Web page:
“You make your money on the purchase.” Such is the most pertinent advice from Nichole Lewis’ excellent book Property Quadrants, released this year. The era of house ‘flipping’ seems like a fool’s errand with the current media frenzy on the price of housing in Aotearoa New Zealand, but is actually the perfect conditions for savvy investors like Lewis to pick up some bargains that are not emotionally driven decisions.
Real estate is in a precarious position, but it is within that situation that opportunities abound, if you know how to make the most of the conditions. In the book, Lewis explores four quadrants to help newbies appreciate the process of making the move into house renovation / refresh and resell. The first quadrant represents the family home: a largely emotional purchase based upon future visions of entertaining, raising a family and so forth. Often this is not a smart decision, but rather a heart decision, which often doesn’t make for good investment opportunities. Lewis instead gets the reader to consider some probing questions about exactly what the investor wants from their home, and how to achieve this.
The second of the four quadrants is the typical second home purchase, perhaps a small rental property, or a holiday home. It may be an apartment in another city that is required for work. Whatever the situation, Lewis suggests that it is not the cash cow that it could be. These purchases are not ‘bad’ per se, they just should be incorporated later in the piece. The key to this book is to make money, so there needs to be a shift in mentality from the reader. Lewis introduces the next two quadrants to assist with this. Quadrant three introduces the idea of using debt correctly, and the pitfalls to making money, without any money.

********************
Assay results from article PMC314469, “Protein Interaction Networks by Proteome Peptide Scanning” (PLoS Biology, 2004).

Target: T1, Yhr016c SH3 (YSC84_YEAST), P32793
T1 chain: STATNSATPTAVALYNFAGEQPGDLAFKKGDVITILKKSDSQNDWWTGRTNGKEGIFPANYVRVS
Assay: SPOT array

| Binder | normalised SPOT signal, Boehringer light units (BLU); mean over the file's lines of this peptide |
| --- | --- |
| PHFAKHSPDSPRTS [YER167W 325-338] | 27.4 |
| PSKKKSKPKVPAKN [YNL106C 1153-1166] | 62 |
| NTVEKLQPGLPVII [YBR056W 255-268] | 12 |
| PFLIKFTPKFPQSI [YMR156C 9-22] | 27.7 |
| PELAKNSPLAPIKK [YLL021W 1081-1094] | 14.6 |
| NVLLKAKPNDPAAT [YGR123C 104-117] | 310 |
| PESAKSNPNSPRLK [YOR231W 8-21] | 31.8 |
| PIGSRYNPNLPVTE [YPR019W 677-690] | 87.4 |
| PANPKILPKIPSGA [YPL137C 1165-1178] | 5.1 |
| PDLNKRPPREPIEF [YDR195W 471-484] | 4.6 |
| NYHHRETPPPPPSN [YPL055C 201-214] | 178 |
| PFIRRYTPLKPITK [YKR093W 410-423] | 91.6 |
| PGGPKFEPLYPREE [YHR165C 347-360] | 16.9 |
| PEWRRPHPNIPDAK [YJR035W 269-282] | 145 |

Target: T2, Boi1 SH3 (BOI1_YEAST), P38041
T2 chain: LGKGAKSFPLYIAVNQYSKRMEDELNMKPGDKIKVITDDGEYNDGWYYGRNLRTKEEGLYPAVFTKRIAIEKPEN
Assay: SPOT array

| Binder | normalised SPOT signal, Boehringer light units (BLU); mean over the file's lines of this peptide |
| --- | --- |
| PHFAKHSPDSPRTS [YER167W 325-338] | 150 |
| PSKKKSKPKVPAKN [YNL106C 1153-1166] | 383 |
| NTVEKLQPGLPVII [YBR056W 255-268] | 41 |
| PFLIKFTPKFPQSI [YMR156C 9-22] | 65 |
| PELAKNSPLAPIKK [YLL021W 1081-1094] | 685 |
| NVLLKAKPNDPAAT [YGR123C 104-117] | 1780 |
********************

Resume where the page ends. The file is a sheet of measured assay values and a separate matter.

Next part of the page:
Finally, the real gold of this book is found in quadrant four, where the step by step process shows the reader how to make smart, financially sound decisions and then where the value can be created within a house in order to resell easily and with confidence.
Coming from a background where the story is a rags-to-riches and then back to rags and then building back to riches saga, Lewis shares her best kept secrets on the real estate market (in modern times) and allows for events such as the expected drop in demand and prices as a perfect opportunity to get in while the getting is good.
The advice is presented clearly and with a real flair for the subject, one gets the sense that this is a programme that can be replicated easily, and, with a clear objective, those financial dreams of capital growth can be achieved. At no point does she suggest this is a one size fits all model, or that anything in the world of property or personal finance is guaranteed and proper investigation for individual situations should always be undertaken.
What is certain, however, is the strength of the case presented in the book to confidently make those property purchases that can seem to be immensely daunting when you are dealing with banks and significant sums of money on paper.
Reviewer: Chris Reed
Best Seller Publishing